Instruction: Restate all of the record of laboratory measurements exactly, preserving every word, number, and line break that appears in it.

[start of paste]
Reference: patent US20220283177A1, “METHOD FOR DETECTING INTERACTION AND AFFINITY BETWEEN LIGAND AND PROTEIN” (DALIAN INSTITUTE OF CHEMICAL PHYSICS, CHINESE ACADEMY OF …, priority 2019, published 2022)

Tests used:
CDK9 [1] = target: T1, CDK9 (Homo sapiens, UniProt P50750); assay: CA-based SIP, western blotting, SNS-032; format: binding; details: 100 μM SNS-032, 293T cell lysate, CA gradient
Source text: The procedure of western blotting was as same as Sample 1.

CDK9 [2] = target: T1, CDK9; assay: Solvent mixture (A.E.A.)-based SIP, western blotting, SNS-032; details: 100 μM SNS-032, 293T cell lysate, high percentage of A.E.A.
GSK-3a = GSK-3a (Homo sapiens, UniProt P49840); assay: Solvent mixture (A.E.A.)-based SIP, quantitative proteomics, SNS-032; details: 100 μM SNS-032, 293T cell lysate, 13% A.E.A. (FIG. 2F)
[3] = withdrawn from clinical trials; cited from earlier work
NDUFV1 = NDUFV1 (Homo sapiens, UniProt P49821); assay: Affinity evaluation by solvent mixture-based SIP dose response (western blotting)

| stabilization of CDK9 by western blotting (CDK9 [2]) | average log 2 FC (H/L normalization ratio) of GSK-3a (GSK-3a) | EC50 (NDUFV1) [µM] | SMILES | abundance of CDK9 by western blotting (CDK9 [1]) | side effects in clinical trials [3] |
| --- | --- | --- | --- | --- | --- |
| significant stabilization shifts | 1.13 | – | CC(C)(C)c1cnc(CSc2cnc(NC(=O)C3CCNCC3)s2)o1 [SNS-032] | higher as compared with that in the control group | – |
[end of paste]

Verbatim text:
Reference: patent US20220283177A1, “METHOD FOR DETECTING INTERACTION AND AFFINITY BETWEEN LIGAND AND PROTEIN” (DALIAN INSTITUTE OF CHEMICAL PHYSICS, CHINESE ACADEMY OF …, priority 2019, published 2022)

Tests used:
CDK9 [1] = target: T1, CDK9 (Homo sapiens, UniProt P50750); assay: CA-based SIP, western blotting, SNS-032; format: binding; details: 100 μM SNS-032, 293T cell lysate, CA gradient
Source text: The procedure of western blotting was as same as Sample 1.

CDK9 [2] = target: T1, CDK9; assay: Solvent mixture (A.E.A.)-based SIP, western blotting, SNS-032; details: 100 μM SNS-032, 293T cell lysate, high percentage of A.E.A.
GSK-3a = GSK-3a (Homo sapiens, UniProt P49840); assay: Solvent mixture (A.E.A.)-based SIP, quantitative proteomics, SNS-032; details: 100 μM SNS-032, 293T cell lysate, 13% A.E.A. (FIG. 2F)
[3] = withdrawn from clinical trials; cited from earlier work
NDUFV1 = NDUFV1 (Homo sapiens, UniProt P49821); assay: Affinity evaluation by solvent mixture-based SIP dose response (western blotting)

| stabilization of CDK9 by western blotting (CDK9 [2]) | average log 2 FC (H/L normalization ratio) of GSK-3a (GSK-3a) | EC50 (NDUFV1) [µM] | SMILES | abundance of CDK9 by western blotting (CDK9 [1]) | side effects in clinical trials [3] |
| --- | --- | --- | --- | --- | --- |
| significant stabilization shifts | 1.13 | – | CC(C)(C)c1cnc(CSc2cnc(NC(=O)C3CCNCC3)s2)o1 [SNS-032] | higher as compared with that in the control group | – |